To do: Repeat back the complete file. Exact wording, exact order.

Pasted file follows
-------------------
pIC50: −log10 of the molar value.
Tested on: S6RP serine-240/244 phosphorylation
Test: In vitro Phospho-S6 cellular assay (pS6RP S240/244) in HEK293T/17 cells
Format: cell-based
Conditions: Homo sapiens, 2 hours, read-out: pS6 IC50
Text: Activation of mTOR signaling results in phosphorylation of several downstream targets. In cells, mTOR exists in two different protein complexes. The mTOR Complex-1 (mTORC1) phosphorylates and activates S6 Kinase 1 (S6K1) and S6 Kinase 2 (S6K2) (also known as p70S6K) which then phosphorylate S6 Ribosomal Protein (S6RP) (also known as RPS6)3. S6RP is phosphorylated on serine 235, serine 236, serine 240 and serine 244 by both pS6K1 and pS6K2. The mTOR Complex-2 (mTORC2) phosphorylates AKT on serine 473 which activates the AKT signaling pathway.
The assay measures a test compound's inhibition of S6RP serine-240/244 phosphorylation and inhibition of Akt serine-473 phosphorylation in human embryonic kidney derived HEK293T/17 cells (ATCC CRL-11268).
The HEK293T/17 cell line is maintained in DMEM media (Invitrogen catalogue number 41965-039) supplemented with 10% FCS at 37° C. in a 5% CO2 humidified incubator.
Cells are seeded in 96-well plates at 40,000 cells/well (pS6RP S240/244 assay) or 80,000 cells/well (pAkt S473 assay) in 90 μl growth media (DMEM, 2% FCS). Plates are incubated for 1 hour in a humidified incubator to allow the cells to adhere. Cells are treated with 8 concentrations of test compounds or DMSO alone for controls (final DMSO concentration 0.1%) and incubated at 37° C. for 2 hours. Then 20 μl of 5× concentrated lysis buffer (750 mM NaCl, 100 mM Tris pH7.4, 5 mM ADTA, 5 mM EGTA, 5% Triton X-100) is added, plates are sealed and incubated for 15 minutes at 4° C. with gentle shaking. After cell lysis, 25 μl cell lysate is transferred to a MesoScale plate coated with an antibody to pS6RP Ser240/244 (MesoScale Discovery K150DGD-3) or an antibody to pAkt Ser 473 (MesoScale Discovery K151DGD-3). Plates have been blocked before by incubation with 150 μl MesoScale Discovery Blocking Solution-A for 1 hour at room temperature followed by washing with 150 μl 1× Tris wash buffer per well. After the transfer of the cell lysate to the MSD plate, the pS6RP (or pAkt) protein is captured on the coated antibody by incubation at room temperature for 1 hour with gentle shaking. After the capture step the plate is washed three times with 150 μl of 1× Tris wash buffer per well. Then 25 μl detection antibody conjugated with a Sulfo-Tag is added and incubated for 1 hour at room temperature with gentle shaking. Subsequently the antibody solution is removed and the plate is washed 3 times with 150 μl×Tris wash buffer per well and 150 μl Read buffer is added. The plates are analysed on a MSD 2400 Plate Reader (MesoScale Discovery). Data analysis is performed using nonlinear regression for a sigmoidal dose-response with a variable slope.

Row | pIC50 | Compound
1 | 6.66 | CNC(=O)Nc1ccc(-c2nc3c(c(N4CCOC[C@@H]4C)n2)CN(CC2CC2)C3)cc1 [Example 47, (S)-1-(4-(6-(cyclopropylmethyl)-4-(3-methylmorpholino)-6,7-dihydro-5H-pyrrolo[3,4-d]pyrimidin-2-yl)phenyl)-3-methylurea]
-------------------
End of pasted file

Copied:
pIC50: −log10 of the molar value.
Tested on: S6RP serine-240/244 phosphorylation
Test: In vitro Phospho-S6 cellular assay (pS6RP S240/244) in HEK293T/17 cells
Format: cell-based
Conditions: Homo sapiens, 2 hours, read-out: pS6 IC50
Text: Activation of mTOR signaling results in phosphorylation of several downstream targets. In cells, mTOR exists in two different protein complexes. The mTOR Complex-1 (mTORC1) phosphorylates and activates S6 Kinase 1 (S6K1) and S6 Kinase 2 (S6K2) (also known as p70S6K) which then phosphorylate S6 Ribosomal Protein (S6RP) (also known as RPS6)3. S6RP is phosphorylated on serine 235, serine 236, serine 240 and serine 244 by both pS6K1 and pS6K2. The mTOR Complex-2 (mTORC2) phosphorylates AKT on serine 473 which activates the AKT signaling pathway.
The assay measures a test compound's inhibition of S6RP serine-240/244 phosphorylation and inhibition of Akt serine-473 phosphorylation in human embryonic kidney derived HEK293T/17 cells (ATCC CRL-11268).
The HEK293T/17 cell line is maintained in DMEM media (Invitrogen catalogue number 41965-039) supplemented with 10% FCS at 37° C. in a 5% CO2 humidified incubator.
Cells are seeded in 96-well plates at 40,000 cells/well (pS6RP S240/244 assay) or 80,000 cells/well (pAkt S473 assay) in 90 μl growth media (DMEM, 2% FCS). Plates are incubated for 1 hour in a humidified incubator to allow the cells to adhere. Cells are treated with 8 concentrations of test compounds or DMSO alone for controls (final DMSO concentration 0.1%) and incubated at 37° C. for 2 hours. Then 20 μl of 5× concentrated lysis buffer (750 mM NaCl, 100 mM Tris pH7.4, 5 mM ADTA, 5 mM EGTA, 5% Triton X-100) is added, plates are sealed and incubated for 15 minutes at 4° C. with gentle shaking. After cell lysis, 25 μl cell lysate is transferred to a MesoScale plate coated with an antibody to pS6RP Ser240/244 (MesoScale Discovery K150DGD-3) or an antibody to pAkt Ser 473 (MesoScale Discovery K151DGD-3). Plates have been blocked before by incubation with 150 μl MesoScale Discovery Blocking Solution-A for 1 hour at room temperature followed by washing with 150 μl 1× Tris wash buffer per well. After the transfer of the cell lysate to the MSD plate, the pS6RP (or pAkt) protein is captured on the coated antibody by incubation at room temperature for 1 hour with gentle shaking. After the capture step the plate is washed three times with 150 μl of 1× Tris wash buffer per well. Then 25 μl detection antibody conjugated with a Sulfo-Tag is added and incubated for 1 hour at room temperature with gentle shaking. Subsequently the antibody solution is removed and the plate is washed 3 times with 150 μl×Tris wash buffer per well and 150 μl Read buffer is added. The plates are analysed on a MSD 2400 Plate Reader (MesoScale Discovery). Data analysis is performed using nonlinear regression for a sigmoidal dose-response with a variable slope.

Row | pIC50 | Compound
1 | 6.66 | CNC(=O)Nc1ccc(-c2nc3c(c(N4CCOC[C@@H]4C)n2)CN(CC2CC2)C3)cc1 [Example 47, (S)-1-(4-(6-(cyclopropylmethyl)-4-(3-methylmorpholino)-6,7-dihydro-5H-pyrrolo[3,4-d]pyrimidin-2-yl)phenyl)-3-methylurea]